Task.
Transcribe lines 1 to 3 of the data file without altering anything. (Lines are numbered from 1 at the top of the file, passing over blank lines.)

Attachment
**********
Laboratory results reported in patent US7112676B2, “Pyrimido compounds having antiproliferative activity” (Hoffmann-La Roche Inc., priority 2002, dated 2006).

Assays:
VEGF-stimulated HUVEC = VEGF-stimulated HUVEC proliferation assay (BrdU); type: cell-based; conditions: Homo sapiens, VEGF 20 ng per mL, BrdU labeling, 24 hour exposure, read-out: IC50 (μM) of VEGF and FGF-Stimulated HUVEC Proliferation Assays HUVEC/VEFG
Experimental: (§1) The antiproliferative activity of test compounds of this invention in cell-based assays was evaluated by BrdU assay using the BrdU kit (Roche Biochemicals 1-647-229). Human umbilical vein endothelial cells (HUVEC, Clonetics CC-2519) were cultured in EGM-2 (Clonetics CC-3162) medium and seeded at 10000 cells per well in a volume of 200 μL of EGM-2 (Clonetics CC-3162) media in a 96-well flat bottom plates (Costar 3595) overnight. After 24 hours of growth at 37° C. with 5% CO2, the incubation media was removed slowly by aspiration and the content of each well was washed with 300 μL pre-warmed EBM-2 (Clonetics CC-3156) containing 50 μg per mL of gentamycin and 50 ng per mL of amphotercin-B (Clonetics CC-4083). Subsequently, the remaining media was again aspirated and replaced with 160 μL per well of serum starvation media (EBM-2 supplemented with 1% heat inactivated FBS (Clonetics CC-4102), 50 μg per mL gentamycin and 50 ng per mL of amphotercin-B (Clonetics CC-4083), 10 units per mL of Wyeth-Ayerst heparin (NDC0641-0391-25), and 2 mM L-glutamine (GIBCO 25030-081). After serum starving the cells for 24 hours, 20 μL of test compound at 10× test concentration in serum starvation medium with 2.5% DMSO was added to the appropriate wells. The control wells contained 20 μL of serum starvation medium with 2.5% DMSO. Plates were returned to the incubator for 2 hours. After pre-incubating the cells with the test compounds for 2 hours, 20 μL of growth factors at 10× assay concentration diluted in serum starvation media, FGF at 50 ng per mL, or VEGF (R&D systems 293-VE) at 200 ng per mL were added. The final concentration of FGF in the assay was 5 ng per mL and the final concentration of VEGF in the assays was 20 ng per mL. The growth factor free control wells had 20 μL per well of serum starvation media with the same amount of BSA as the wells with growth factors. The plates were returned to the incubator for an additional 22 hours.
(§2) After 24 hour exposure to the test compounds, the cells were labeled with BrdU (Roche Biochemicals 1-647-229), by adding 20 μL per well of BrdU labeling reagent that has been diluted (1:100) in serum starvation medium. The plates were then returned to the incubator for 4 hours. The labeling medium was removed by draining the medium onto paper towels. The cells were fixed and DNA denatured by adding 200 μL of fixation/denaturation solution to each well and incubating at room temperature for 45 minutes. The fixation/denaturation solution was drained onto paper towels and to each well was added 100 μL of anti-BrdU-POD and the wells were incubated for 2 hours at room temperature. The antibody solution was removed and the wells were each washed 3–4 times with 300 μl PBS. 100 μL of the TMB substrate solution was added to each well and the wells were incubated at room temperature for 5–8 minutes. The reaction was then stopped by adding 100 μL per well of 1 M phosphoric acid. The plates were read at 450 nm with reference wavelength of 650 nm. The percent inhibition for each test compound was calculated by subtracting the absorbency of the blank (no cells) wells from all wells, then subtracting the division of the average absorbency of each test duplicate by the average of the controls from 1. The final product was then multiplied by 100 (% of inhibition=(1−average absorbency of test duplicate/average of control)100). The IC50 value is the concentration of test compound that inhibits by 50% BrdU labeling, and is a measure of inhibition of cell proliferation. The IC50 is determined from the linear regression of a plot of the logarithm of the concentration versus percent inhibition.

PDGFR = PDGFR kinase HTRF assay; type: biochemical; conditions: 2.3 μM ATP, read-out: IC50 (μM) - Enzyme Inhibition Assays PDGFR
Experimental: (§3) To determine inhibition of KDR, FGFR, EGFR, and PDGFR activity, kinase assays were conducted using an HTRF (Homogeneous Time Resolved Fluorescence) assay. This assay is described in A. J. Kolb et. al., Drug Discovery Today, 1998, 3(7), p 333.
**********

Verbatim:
Laboratory results reported in patent US7112676B2, “Pyrimido compounds having antiproliferative activity” (Hoffmann-La Roche Inc., priority 2002, dated 2006).

Assays:
VEGF-stimulated HUVEC = VEGF-stimulated HUVEC proliferation assay (BrdU); type: cell-based; conditions: Homo sapiens, VEGF 20 ng per mL, BrdU labeling, 24 hour exposure, read-out: IC50 (μM) of VEGF and FGF-Stimulated HUVEC Proliferation Assays HUVEC/VEFG